Dr. C. Adam Dyker


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About Dr. Dyker

Research

The Group

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Department of Chemistry

Research

Research in the Dyker group spans the traditional areas of organic, inorganic and organometallic chemistry, and involves both applied and fundamental aspects of chemistry. On the applied side, research is focussed on the theme of using organic compounds with tailored properties to do tasks traditionally done by metal-based species. The fundamental research involves the isolation and characterization of new and interesting molecules that will broaden our understanding of chemical bonding, but should also lead to new applications.

Rechargeable Organic Batteries

The increasing electrification of everything around us, from gadgets to vehicles, as well as the need to decrease our reliance on fossil fuels as an energy source requires safe, environmentally friendly energy storage innovations. By replacing redox-active metal compounds, which are expensive and pose environmental or safety issues, with abundant and much more benign redox-active organic compounds, research in the Dyker group aims to uncover high-performance, totally organic batteries, as environmentally friendly energy storage systems.

Stronger p-Donor Substituents

Amino groups (-NR2) are the classical p-donor substituent and are typically regarded as the strongest functionalities in this regard. These notions are for good reason. Indeed, many remarkable achievements have been accomplished by taking advantage of this property of amino substituents. For examples, amino groups have played a central role in the development of stable carbenes (traditionally known as a class of highly reactive molecules with a fleeting lifetime), and the recent development of tetraazafulvalenes as homogeneous organic reducing agents. Despite their wide applicability, amino groups have not been able to meet all challenges and much could be gained from the use of even stronger p-donor substituents. For example, we have recently found that ylidic substituents lead to some of the most active organocatalysts and also the most powerful organic electron donors, surpassing those related compounds where amino groups are utilized. Our organocatalysts are highly active in acylation reactions, and we are currently expanding the scope for these catalysts. The electron donors are seen as homogeneous and potentially uniquely selective reducing agents that are complementary to heterogeneous and/or toxic metal reagents that are more traditionally used. We also envisage that these ylidic substituents should find application in the stabilization of as-of-yet elusive reactive intermediates, as well in the preparation of new families of compounds with extremely electron rich nitrogen, phosphorus, or carbon centers to subsequently be used as organocatalysts or as ligands for transition metal-based catalysts.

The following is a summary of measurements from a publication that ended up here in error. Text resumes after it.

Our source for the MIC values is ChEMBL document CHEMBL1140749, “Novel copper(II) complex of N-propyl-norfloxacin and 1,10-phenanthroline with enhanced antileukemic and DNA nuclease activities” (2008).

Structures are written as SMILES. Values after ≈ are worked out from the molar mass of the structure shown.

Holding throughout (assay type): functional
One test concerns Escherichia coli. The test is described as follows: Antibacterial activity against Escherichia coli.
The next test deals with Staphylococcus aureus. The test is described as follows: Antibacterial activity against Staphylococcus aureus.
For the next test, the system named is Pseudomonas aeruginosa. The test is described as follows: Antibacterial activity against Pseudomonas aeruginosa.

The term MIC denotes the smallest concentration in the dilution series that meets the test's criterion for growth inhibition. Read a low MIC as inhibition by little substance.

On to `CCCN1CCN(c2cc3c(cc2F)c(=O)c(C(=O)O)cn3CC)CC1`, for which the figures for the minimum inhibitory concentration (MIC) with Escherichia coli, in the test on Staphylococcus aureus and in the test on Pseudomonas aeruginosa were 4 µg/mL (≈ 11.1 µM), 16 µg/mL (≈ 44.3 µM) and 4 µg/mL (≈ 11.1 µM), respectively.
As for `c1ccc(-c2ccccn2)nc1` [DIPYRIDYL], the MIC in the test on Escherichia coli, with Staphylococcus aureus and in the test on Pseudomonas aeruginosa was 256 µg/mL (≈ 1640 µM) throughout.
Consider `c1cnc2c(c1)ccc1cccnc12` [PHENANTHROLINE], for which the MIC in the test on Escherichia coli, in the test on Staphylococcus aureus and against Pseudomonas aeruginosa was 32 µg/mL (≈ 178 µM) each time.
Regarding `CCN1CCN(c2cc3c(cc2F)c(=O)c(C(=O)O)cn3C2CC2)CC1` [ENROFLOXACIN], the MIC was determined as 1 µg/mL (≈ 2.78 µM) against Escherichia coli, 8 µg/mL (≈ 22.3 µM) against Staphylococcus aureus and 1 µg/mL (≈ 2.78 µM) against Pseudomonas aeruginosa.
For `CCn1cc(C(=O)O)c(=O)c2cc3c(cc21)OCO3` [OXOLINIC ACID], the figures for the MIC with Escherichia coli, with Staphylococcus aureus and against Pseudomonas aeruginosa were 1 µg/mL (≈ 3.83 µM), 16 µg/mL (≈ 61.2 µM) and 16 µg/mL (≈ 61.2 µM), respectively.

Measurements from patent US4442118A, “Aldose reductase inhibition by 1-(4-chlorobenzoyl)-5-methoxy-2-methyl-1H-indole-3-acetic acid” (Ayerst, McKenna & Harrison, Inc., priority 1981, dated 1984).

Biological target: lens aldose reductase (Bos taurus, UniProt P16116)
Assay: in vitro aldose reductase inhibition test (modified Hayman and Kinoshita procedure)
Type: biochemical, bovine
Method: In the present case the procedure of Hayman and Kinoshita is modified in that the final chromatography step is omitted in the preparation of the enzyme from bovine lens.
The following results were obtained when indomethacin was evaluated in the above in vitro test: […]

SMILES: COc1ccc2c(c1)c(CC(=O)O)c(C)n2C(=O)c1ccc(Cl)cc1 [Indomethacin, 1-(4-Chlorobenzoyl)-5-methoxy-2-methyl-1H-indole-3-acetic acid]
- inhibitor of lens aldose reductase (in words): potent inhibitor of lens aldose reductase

Funding from the following agencies is gratefully acknowledged: